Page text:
• [...] about using poos on my head. I started looking into alternatives. That’s when I came across this post by Melissa over at One Green Generation. I decided I would try the baking soda and vinegar recipe [...]

  • Erin

    I started your no poo recipe after standing in the shampoo aisles at both the whole foods and target stores and being thoroughly disappointed. I was so sad. But I had BS and AC Vinegar at home so I thought– why not? My current recipe (which is a dilution from the original– took one week to step down!) is 1 tsp baking soda for every 8 oz water– in a squeeze bottle. I put apple cider vinegar (1:4) and water in a mister/spray bottle. I do the roots and rinse it through my hair… then I spritz with acv and rinse. I also add a few drops of a favorite oil to the vinegar. Less stinky. I find, though, that my hair never smells like vinegar. I also find that if my head or hair feels dry, I just use a little more vinegar and let it set while I wash the rest of me. I practically sparkle, lol!

    Your original article had been on my mind since I first read it in 2010…and at my last shopping trip of staring into the shampoo aisles I had to make the leap and say–”she’s right– and I need to save the cash anyway.” SO thank you for sharing. It’s the little things– and my straight, semi greasy hair that’s never held a curl– get’s washed 3x a week and now holds a curl without hairspray. So I was able to get away from hairspray, too. No styling products– no shampoo- I am thrilled.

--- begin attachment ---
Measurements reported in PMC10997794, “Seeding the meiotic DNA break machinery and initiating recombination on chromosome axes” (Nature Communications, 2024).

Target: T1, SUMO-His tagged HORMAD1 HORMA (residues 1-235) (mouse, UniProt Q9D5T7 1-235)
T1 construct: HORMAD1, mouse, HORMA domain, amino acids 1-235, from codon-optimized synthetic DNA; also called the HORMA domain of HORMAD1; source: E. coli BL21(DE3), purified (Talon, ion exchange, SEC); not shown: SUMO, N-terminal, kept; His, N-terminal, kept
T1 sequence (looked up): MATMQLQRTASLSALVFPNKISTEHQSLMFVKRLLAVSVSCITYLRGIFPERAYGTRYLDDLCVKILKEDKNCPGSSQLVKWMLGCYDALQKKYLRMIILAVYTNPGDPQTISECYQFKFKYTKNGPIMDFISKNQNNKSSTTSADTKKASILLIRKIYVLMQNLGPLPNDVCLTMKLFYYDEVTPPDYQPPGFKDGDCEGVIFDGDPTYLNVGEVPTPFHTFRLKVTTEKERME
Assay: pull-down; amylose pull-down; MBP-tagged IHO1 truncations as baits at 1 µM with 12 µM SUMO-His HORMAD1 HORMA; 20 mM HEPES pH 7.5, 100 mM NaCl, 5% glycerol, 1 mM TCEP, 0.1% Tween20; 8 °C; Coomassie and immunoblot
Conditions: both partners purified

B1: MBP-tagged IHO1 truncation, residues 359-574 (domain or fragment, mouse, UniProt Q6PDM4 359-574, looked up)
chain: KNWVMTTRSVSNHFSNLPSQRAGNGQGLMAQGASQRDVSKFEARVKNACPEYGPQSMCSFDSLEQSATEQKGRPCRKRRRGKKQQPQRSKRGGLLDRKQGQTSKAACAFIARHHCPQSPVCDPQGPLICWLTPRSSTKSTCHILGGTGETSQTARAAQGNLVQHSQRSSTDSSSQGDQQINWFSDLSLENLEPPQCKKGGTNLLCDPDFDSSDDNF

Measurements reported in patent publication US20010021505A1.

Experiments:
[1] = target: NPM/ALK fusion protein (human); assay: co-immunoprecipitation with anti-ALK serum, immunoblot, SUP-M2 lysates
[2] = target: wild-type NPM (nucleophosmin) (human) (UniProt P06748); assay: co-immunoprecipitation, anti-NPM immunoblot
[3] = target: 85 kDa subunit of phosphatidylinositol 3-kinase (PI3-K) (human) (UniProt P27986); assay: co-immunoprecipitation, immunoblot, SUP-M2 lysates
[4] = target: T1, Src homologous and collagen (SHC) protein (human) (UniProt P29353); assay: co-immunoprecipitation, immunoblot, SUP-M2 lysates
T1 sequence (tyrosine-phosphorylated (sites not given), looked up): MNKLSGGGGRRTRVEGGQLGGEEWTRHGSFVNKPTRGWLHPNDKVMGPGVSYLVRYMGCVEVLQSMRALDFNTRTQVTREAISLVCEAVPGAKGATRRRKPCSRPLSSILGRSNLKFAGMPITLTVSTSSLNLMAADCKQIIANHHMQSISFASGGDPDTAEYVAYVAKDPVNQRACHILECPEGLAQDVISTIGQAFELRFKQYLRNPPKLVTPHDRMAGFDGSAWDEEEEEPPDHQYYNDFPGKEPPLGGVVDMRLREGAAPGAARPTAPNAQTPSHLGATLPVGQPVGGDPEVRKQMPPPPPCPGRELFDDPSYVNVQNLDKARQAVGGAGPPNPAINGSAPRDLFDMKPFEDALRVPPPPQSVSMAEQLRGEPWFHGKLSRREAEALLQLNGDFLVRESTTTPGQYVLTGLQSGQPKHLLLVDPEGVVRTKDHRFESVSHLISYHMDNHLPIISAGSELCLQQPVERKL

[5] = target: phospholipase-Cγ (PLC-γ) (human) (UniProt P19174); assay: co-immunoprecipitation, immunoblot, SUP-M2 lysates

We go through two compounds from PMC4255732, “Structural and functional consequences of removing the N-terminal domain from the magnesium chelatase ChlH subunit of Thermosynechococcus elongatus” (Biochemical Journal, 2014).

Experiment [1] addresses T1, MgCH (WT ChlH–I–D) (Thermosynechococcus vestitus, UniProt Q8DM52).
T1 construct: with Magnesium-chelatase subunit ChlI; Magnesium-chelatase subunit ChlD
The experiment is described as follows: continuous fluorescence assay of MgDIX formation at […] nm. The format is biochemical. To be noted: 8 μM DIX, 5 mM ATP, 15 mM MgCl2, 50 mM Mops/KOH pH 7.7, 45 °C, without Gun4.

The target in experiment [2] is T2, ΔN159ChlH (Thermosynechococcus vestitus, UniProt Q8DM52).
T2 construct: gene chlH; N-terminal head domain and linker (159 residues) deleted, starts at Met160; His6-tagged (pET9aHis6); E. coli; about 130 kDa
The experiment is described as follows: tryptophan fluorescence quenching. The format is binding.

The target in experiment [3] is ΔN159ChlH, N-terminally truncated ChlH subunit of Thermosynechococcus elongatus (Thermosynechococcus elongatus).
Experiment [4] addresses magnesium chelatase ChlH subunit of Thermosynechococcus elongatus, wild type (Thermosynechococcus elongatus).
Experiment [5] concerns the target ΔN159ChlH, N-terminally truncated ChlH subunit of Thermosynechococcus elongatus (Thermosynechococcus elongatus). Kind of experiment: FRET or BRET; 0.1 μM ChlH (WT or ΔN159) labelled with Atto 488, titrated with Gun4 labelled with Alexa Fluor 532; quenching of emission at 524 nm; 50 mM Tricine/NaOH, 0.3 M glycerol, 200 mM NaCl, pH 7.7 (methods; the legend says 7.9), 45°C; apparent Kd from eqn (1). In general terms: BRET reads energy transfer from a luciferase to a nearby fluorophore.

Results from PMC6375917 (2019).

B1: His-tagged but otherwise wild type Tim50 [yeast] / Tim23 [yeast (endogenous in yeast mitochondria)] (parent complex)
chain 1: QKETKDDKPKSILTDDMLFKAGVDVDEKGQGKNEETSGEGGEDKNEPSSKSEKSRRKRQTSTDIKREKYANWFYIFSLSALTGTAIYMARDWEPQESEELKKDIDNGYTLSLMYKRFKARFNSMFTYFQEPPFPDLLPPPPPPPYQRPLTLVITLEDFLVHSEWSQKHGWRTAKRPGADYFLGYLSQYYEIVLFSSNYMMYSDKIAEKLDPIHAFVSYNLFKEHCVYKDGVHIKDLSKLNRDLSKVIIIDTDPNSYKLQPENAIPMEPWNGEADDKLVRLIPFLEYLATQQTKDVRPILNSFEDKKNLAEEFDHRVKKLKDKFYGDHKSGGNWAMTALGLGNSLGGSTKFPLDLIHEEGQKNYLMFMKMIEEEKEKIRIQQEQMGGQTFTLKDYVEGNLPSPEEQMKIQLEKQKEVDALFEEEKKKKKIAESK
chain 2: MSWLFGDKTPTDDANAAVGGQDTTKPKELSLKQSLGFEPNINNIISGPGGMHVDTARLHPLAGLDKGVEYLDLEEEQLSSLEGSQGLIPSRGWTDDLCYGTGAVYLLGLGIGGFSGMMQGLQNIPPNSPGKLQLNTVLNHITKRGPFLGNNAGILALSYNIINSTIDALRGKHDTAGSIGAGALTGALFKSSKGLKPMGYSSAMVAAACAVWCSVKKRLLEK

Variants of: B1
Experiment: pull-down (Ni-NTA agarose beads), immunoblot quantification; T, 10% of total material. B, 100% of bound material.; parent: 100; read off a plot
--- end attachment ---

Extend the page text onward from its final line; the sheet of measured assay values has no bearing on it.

• Suzi

    I did the “no-poo” method for 3 months and had to give up. I only used BS & vinegar once a week, but my hair was so greasy it was unbearable at times. I realized we have very hard water which was causing most of my problems. I wish it had worked.

  • I started using this method the first week in January 2013

    I love it.

    I just use 1TBSP of Baking Soda in a cup of Water, pour it over my hair and massage my scalp, let it set for 1 minute.
    1 TBSP of ACV in a cup of Water, pout over hair and massage in scalp AND hair. Let set for 1 minute and then rinse.

    I just mix before I enter the shower.

    I wash and rinse my hair twice a week using this method, but take a shower daily and allow my hair to get wet.

    I really love this method and the first time I used it my hair looked great. I have experimented with essential oils in scenting , but the Apple Cider Vinegar is fine with me.

  • Tawny

    Is this safe to use everyday? I am not particularly interested in going no-poo anytime soon, but I would like an alternative to my harsh shampoo.